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The Boston Globe

Sports

Ben Beach didn’t finish, and it may have been a good thing

Ben Beach was coming through Natick Monday when he felt an Achilles’ tendon give way. “I haven’t had an Achilles’ problem in 35 years,” the 63-year-old Maryland resident said by telephone Tuesday. The timing undoubtedly was lousy but Beach was determined to cross the Boston Marathon finish line on Boylston Street while the clock still was running.

Beach is the Marathon’s “streaker laureate,” having completed more consecutive Patriots Day runs here — 45 since 1968 — than any other active runner. Had he finished his 46th he would have broken the global record for all marathons that he shares with Neil Weygandt, who finally gave up the chase last year. But when the race was stopped immediately after two bombs went off near the finish line Beach was stranded on Beacon Street just before Kenmore Square and never made it to Boylston.

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If he had finished around 3:15 pm, as he’d hoped to, his family likely would have been only a few feet away from the blast that killed or injured nearly 180 people. As it was, his brother Randy and wife Jennifer had been near that spot only a few minutes earlier before they decided to move 50 yards up the street toward Massachusetts Avenue to find a bit more standing room. “That decision might have saved our lives,” wrote Randy, a Boston University graduate and columnist for the New Haven Register.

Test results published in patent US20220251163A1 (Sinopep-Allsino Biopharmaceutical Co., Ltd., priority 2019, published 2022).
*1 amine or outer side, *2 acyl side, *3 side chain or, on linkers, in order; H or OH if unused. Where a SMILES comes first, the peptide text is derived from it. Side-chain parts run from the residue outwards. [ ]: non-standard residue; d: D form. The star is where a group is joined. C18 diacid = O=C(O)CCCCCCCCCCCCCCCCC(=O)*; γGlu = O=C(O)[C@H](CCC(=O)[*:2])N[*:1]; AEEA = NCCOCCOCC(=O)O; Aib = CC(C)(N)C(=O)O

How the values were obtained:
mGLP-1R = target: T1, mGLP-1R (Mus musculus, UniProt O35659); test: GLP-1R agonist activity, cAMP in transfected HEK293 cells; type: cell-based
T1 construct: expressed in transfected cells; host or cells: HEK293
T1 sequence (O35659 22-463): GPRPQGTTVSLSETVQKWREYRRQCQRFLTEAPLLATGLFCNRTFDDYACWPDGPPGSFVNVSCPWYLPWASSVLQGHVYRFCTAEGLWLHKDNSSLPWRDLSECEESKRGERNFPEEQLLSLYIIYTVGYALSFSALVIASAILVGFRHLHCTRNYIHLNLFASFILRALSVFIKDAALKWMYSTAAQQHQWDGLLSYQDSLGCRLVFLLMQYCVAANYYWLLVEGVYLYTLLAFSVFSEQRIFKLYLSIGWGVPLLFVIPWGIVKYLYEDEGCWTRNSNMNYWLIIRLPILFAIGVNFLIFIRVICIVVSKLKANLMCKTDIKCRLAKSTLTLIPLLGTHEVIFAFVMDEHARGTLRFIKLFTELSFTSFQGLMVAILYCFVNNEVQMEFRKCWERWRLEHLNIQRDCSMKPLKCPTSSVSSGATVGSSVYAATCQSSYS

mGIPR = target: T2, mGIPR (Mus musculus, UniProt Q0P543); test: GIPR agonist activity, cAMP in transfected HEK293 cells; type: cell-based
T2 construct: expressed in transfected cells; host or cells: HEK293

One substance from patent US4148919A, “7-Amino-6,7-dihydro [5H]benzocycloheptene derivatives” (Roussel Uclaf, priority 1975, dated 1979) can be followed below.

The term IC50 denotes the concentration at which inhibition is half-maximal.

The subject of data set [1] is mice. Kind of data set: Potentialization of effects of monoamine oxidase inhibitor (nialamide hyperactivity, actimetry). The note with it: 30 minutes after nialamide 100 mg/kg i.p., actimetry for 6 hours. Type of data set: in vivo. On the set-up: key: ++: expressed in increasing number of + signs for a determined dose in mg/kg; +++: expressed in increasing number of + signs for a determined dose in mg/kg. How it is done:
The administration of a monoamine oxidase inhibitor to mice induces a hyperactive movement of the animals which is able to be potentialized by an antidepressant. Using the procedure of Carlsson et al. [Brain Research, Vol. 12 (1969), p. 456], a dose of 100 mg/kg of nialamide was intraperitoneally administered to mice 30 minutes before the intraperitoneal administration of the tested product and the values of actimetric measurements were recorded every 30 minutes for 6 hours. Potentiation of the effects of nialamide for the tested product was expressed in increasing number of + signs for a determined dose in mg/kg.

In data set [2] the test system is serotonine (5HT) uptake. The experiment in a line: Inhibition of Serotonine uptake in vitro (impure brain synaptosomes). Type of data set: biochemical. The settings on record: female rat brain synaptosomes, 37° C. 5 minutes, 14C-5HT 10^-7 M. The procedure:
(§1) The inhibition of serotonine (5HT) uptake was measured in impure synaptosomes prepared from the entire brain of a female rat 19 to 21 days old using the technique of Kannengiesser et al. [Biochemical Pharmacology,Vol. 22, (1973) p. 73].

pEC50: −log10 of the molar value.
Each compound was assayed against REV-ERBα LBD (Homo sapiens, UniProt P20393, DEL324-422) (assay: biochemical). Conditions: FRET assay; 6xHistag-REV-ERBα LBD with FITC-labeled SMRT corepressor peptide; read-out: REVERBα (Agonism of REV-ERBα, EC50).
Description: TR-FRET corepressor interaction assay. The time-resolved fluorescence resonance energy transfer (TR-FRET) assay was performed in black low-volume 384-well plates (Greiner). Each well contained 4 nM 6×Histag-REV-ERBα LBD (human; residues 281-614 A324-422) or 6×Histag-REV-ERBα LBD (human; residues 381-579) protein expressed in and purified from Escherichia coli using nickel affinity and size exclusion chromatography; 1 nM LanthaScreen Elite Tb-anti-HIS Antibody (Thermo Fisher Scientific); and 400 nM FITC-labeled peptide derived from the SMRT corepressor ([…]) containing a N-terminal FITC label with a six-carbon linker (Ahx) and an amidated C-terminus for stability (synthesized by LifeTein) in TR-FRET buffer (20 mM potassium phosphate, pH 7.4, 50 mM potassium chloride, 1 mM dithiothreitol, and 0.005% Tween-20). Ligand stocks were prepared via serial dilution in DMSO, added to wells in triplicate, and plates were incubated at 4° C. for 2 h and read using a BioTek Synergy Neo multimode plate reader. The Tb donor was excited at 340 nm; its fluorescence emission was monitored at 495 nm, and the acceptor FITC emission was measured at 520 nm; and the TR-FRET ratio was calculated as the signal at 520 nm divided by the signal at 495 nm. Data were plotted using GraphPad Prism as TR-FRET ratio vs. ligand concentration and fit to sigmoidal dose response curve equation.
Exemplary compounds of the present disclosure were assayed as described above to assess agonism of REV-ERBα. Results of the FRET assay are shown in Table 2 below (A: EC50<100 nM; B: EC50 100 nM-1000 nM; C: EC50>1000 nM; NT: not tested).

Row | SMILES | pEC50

Beach’s wife Carol had organized a carbo-loading party on Sunday evening and passed out commemorative T-shirts. There was no question, daughter Emily and sons Carter and Evan insisted, that their dad would go the distance.

Even after he and a friend slowed to a trot and then a walk, Beach reckoned that he could make it before the six-hour limit. After a phalanx of volunteers blocked the road just after Heartbreak Hill, Beach took to the sidewalk. “But when we got to the 40K mark the cops said, no way anybody’s getting any closer,” he said. “We’d hoped to at least complete the course.”

His status as streaker laureate, a race ahead of Nantucket resident Timothy Lepore, is intact. Whether BAA officials will disregard the forced incomplete and consider next year’s race his 46th in a row is a discussion for later. What Beach is thankful for now is that all his rooters made it home safely. “I’m really glad,” he said, “I was so slow yesterday.”

John Powers can be reached at jpowers@globe.com.

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